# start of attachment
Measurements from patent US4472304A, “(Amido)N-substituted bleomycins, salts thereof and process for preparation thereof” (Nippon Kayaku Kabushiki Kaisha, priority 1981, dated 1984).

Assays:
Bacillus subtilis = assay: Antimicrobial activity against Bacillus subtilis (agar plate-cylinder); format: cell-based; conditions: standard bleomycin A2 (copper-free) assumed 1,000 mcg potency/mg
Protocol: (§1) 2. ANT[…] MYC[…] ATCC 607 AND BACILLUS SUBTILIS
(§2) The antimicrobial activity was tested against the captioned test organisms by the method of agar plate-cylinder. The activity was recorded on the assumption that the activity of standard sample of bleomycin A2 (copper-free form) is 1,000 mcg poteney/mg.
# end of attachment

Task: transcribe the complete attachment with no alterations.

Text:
Measurements from patent US4472304A, “(Amido)N-substituted bleomycins, salts thereof and process for preparation thereof” (Nippon Kayaku Kabushiki Kaisha, priority 1981, dated 1984).

Assays:
Bacillus subtilis = assay: Antimicrobial activity against Bacillus subtilis (agar plate-cylinder); format: cell-based; conditions: standard bleomycin A2 (copper-free) assumed 1,000 mcg potency/mg
Protocol: (§1) 2. ANT[…] MYC[…] ATCC 607 AND BACILLUS SUBTILIS
(§2) The antimicrobial activity was tested against the captioned test organisms by the method of agar plate-cylinder. The activity was recorded on the assumption that the activity of standard sample of bleomycin A2 (copper-free form) is 1,000 mcg poteney/mg.